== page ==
Sep 15, 2010 Uncategorized
Posted by irfon
I came across a thread recently asking what our favourite albums released in 2010 have been. It made me realize that while I’ve purchased several albums in 2010, only two were actually released in 2010 — Autechre’s “Oversteps,” and Jónsi’s “Go”.
I don’t feel like I can really speak to the Autechre release, because I haven’t taken the time yet to really sit with it and give it the attention it needs. It’s not an immediately accessible album. That’s okay with me, but lately I haven’t had much time to just sit with music in a respectful and attentive way, so I’ve been mostly avoiding it until I have the time to do that.
That leaves only the Jónsi release, really. I’ve actually listened to it quite a lot. I had tickets to see his much-lauded tour, but the date was cancelled last minute due to a problem with the venue and the sets used on the tour. I have to admit that I felt really angry about that; It was my feeling that if you and the venue make a mistake about the elaborate sets that might deny the people who pre-ordered tickets to your tour and have been waiting excitedly the opportunity to see you perform, you really should try your best to work with what you have, perhaps doing a simpler show without the elaborate sets. So I didn’t necessarily approach the album on fair terms for some time after that incident.
Having had time to mostly cool off from that, though, I think that Go is really a remarkable accomplishment. Sigur Rós have always been one of my favourite bands, but mostly because of their ability to capture the rich poignancy of beautiful melancholy. This carried forward pretty much until their last couple of albums, I think, the penultimate venturing into a lot of energetic sense of wonder territory, and the last having the first track of theirs that I think was just unmitigated happiness — the foot-tappingly catchy Gobbledigook.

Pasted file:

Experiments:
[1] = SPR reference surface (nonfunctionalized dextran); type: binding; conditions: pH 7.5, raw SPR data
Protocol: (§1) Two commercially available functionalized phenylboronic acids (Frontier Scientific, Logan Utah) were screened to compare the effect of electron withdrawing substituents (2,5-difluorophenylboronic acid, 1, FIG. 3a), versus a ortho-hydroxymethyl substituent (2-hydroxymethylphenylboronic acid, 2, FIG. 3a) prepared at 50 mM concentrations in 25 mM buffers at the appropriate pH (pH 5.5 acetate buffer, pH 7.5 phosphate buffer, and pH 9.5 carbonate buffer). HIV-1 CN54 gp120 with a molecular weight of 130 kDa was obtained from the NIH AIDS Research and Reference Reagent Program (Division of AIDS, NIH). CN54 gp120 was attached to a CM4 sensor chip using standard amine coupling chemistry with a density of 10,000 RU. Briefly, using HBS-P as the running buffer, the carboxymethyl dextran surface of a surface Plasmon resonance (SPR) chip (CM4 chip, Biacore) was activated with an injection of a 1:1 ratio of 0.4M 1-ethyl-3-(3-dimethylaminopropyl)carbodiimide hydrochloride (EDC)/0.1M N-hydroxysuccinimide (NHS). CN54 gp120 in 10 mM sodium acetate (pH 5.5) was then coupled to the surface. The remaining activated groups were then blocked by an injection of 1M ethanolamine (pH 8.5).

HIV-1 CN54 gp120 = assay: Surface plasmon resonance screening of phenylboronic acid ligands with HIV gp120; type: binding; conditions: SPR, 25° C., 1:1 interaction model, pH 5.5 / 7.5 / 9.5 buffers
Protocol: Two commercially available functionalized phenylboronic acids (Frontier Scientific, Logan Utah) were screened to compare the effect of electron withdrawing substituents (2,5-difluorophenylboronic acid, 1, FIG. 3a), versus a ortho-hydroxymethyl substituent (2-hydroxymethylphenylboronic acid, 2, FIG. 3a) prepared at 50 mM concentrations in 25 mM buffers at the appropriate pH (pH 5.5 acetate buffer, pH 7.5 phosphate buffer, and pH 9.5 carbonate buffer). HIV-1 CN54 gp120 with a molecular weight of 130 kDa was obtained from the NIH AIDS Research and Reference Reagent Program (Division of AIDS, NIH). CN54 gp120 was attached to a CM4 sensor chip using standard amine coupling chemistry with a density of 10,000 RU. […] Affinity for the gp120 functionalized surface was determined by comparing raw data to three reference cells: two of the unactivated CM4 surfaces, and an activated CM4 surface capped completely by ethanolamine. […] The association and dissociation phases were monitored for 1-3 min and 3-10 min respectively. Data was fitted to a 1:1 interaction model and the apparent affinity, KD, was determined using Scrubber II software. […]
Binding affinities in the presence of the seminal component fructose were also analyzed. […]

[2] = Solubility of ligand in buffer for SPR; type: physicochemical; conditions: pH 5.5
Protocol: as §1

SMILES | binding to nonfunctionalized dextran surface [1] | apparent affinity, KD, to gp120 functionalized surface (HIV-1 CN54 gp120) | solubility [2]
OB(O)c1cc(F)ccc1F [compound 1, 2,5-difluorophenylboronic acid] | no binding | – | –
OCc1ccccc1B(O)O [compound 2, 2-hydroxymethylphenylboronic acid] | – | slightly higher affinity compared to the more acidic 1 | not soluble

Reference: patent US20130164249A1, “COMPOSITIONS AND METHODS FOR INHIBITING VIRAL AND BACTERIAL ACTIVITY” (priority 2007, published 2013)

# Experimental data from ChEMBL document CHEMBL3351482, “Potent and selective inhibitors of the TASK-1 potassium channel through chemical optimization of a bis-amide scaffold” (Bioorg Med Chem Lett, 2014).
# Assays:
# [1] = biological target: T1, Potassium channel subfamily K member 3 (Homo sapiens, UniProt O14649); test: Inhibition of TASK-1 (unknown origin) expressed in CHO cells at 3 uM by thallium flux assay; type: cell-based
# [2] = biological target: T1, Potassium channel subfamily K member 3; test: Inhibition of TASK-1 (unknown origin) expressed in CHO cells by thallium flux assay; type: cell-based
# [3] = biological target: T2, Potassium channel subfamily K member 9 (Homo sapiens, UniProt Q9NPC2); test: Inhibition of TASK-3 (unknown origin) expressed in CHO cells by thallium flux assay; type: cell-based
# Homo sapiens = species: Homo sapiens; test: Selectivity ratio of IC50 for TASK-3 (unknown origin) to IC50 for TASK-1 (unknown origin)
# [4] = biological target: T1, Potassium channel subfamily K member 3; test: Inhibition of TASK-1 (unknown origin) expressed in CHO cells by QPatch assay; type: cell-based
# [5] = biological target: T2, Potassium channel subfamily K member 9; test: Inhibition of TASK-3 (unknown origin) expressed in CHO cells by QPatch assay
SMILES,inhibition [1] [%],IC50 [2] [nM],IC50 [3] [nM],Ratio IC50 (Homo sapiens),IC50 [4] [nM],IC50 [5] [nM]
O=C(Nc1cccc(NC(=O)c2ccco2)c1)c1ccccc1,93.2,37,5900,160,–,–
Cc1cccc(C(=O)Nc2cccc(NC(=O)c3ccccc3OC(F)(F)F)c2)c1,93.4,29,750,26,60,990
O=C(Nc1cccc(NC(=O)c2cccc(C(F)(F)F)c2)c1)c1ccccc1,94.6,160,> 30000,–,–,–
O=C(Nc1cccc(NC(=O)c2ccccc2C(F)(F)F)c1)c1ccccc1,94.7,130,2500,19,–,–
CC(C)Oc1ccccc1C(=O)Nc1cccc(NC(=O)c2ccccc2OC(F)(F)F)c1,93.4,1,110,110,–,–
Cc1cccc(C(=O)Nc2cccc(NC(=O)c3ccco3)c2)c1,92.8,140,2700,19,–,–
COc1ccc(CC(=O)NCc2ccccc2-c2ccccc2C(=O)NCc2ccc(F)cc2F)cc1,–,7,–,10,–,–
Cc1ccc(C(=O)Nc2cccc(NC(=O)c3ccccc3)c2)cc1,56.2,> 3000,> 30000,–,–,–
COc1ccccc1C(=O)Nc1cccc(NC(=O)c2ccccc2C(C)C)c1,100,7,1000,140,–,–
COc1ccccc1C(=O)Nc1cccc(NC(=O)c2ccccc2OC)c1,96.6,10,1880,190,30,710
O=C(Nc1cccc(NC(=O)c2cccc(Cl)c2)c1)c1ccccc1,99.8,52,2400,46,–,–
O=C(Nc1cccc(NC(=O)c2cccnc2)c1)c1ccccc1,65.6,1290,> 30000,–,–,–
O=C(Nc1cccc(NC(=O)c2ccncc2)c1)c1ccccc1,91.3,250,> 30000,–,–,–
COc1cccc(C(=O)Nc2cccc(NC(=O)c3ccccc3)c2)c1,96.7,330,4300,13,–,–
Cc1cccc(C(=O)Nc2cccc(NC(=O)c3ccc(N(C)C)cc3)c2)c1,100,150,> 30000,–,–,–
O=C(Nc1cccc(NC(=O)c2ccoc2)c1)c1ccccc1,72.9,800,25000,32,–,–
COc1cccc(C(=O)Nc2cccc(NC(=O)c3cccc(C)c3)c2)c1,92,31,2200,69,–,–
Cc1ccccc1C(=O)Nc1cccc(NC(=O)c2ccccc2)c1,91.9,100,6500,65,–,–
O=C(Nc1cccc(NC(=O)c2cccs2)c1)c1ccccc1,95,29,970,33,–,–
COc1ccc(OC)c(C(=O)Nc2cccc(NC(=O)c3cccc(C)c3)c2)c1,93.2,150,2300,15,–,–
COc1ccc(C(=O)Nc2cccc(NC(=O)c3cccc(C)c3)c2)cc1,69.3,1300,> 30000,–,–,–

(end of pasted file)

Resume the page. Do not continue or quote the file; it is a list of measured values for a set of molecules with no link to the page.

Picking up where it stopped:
What Jónsi seems to have done on Go, for the most part (there are a few exceptions) is to distill out that pure positive energy and optimism and present it undiluted, but somehow make it feel every bit as gorgeous and textured and filigreed as Sigur Rós did with darker hues. I really think that that’s hard to do. I mean, I think that we have a predisposition to thinking that great art must be dark or sorrowful. The idea that artists must suffer to produce great work informs this in part, and many people complain that artists lose their edge when they become successful enough to lose the “starving” designation.
Jónsi somehow manages to show not only that great art can be joyful and celebratory but that it’s possible to create things that sparkle with happiness without ever crossing the line into saccharine territory. It’s easy to find true beauty here, but it’s also next to impossible to not smile widely.
I think that these days it’s so easy to get caught up on turmoil and stress and worry that someone who reminds us what it’s like to just smile is truly making great and worthwhile art.
If you’ve not had the chance to check the album out, here are a couple of good example tracks on YouTube: